In accordance with the present invention, the level of ink is continuously monitored so that a predetermined level of ink is maintained within the ink fountain. More particularly, in accordance with this invention, a minimum level of ink is maintained within the ink fountain at all times. In other words, fresh ink will not be supplied to the ink fountain unless the level of ink goes below a predetermined level. Thus, there is no danger that there will be an excess of ink within the container resulting in an accidental overflow of ink. Moreover, since a minimum level of ink is maintained within the ink fountain, the amount of ink to be removed when a change of ink is dictated is kept at a minimum thus reducing loss and waste of ink when a change of ink is required. Further by maintaining a constant level of ink in the fountain insures consistent feeding of ink to the ink rollers.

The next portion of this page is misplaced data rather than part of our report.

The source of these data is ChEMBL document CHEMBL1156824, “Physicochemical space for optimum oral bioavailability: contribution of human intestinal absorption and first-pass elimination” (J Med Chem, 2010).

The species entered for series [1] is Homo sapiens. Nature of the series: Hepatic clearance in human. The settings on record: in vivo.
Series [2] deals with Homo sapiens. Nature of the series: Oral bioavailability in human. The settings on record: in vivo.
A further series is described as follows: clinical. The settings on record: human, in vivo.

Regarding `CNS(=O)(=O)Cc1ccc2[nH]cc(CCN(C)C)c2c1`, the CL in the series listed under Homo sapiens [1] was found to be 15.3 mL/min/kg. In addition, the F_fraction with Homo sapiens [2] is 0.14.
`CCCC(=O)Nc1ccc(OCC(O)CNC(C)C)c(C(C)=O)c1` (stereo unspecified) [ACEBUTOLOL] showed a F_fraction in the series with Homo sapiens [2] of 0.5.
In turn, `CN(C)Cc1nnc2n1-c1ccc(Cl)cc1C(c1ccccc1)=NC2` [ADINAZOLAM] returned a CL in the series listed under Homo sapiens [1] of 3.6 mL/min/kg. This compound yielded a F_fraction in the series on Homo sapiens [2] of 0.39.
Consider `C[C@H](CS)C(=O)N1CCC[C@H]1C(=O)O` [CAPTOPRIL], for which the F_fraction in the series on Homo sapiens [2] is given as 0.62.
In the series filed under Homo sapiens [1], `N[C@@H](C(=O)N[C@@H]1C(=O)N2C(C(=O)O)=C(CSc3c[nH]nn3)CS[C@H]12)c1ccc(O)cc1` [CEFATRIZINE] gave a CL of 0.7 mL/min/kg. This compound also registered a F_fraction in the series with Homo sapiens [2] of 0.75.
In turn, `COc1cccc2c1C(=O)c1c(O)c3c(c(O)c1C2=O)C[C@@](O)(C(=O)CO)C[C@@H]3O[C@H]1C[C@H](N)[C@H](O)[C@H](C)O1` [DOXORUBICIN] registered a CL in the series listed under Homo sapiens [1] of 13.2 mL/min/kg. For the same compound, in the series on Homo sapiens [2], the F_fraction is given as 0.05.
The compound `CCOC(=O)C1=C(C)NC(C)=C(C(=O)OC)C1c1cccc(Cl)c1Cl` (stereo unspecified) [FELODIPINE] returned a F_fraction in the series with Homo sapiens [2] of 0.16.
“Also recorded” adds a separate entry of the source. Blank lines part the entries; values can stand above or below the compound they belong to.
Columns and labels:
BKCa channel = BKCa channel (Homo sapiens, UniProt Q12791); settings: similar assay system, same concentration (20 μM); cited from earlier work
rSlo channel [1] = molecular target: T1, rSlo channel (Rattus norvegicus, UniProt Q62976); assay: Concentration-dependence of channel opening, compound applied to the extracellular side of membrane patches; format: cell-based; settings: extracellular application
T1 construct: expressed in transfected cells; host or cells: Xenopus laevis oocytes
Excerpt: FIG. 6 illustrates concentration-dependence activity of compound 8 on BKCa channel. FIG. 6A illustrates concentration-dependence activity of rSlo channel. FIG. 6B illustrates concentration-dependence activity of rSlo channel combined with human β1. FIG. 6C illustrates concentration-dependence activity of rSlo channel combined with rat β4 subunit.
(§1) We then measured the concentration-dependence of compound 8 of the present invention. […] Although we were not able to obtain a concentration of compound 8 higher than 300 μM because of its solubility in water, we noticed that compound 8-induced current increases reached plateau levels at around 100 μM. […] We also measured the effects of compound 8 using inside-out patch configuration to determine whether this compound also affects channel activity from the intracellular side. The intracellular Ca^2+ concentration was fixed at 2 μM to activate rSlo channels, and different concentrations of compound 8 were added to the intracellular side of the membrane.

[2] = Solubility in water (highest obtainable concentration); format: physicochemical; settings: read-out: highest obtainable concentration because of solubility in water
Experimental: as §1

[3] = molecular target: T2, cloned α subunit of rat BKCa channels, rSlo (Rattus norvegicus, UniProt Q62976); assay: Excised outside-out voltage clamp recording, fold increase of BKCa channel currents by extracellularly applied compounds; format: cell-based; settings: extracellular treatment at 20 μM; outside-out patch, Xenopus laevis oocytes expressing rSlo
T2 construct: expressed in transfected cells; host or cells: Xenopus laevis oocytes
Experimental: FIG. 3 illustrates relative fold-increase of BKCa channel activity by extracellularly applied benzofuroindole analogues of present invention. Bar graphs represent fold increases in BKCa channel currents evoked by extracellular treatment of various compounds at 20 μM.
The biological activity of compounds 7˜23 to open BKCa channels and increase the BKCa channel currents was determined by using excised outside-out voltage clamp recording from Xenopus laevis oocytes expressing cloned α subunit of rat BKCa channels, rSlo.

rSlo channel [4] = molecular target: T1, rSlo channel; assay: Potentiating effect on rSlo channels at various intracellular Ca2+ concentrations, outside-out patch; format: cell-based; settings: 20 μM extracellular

In accordance with this invention, means are provided whereby the fresh ink is fed to the ink fountain on a frequent basis in small measured quantities generally a few ounces at a time. By frequently feeding the ink from the ink container, the ink which is fed is maintained substantially uncontaminated in that lint does not contaminate the ink supply. Moreover, precise control is maintained over the level of ink within the ink fountain by reason of the fact that only a few ounces of ink are fed to the ink fountain at a time.
When the device is in operation, the ink supply means is actuated by the ink agitator so that ink can be fed to the ink fountain only when the ink agitator is in operation thus preventing accidential supply of ink to the ink fountain.